Increased thalamic gamma band activity correlates with symptom relief following deep brain stimulation in humans with Tourette's syndrome

PLoS One. 2012;7(9):e44215. doi: 10.1371/journal.pone.0044215. Epub 2012 Sep 6.


Tourette syndrome (TS) is an idiopathic, childhood-onset neuropsychiatric disorder, which is marked by persistent multiple motor and phonic tics. The disorder is highly disruptive and in some cases completely debilitating. For those with severe, treatment-refractory TS, deep brain stimulation (DBS) has emerged as a possible option, although its mechanism of action is not fully understood. We performed a longitudinal study of the effects of DBS on TS symptomatology while concomitantly examining neurophysiological dynamics. We present the first report of the clinical correlation between the presence of gamma band activity and decreased tic severity. Local field potential recordings from five subjects implanted in the centromedian nucleus (CM) of the thalamus revealed a temporal correlation between the power of gamma band activity and the clinical metrics of symptomatology as measured by the Yale Global Tic Severity Scale and the Modified Rush Tic Rating Scale. Additional studies utilizing short-term stimulation also produced increases in gamma power. Our results suggest that modulation of gamma band activity in both long-term and short-term DBS of the CM is a key factor in mitigating the pathophysiology associated with TS.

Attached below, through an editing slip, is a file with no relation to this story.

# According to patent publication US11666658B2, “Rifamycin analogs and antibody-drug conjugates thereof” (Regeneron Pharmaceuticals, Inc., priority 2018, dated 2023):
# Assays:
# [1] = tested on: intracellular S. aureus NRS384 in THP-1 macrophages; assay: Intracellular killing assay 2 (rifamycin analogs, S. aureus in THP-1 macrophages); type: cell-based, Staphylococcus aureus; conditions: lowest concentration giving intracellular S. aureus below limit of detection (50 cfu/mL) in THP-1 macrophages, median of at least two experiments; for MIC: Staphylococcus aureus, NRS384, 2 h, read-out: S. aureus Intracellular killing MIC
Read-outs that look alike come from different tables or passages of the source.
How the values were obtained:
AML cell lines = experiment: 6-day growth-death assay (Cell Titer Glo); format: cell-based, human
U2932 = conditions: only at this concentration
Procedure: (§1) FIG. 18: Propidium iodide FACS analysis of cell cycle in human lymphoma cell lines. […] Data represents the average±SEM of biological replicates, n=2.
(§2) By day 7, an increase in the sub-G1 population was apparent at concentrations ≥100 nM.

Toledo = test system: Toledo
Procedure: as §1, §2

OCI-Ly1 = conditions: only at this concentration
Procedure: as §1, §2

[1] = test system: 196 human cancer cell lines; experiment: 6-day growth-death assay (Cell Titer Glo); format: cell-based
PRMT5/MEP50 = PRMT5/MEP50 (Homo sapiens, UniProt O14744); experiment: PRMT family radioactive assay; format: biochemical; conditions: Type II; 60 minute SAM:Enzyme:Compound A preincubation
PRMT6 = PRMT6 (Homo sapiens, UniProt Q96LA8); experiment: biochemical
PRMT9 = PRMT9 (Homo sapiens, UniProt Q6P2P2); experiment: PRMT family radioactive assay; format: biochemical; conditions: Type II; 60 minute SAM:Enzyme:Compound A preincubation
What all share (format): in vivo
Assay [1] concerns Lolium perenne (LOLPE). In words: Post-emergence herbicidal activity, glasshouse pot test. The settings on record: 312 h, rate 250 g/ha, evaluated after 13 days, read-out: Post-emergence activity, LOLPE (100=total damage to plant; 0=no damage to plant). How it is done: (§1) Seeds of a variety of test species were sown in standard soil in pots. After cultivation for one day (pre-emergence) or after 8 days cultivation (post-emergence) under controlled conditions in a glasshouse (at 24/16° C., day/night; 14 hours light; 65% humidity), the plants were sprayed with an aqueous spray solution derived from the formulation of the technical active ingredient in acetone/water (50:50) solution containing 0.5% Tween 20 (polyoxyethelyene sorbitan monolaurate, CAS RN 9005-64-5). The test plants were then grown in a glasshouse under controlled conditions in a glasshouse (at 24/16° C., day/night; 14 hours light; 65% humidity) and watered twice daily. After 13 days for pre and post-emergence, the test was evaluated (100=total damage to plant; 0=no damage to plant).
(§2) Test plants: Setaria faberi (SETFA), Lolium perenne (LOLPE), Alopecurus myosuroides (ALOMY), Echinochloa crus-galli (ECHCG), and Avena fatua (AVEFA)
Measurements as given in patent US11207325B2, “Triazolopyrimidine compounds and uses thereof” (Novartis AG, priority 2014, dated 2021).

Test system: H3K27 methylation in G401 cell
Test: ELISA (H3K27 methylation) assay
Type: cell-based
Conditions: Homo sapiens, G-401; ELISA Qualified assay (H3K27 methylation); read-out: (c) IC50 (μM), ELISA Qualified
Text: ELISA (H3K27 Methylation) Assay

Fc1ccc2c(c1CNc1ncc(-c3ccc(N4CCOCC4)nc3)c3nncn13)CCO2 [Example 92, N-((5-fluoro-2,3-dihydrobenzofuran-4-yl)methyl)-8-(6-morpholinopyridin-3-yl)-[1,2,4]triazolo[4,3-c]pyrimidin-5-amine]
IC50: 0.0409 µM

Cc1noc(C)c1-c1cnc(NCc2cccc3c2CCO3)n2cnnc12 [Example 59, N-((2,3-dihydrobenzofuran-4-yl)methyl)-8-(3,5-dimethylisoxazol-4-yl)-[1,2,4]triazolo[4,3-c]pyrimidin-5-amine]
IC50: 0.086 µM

Publication types

  • Research Support, N.I.H., Extramural
  • Research Support, Non-U.S. Gov't

MeSH terms

  • Adult
  • Brain Waves / physiology*
  • Deep Brain Stimulation*
  • Demography
  • Electrodes
  • Female
  • Humans
  • Male
  • Thalamus / physiopathology*
  • Theta Rhythm
  • Tics / physiopathology
  • Tourette Syndrome / physiopathology*
  • Tourette Syndrome / therapy*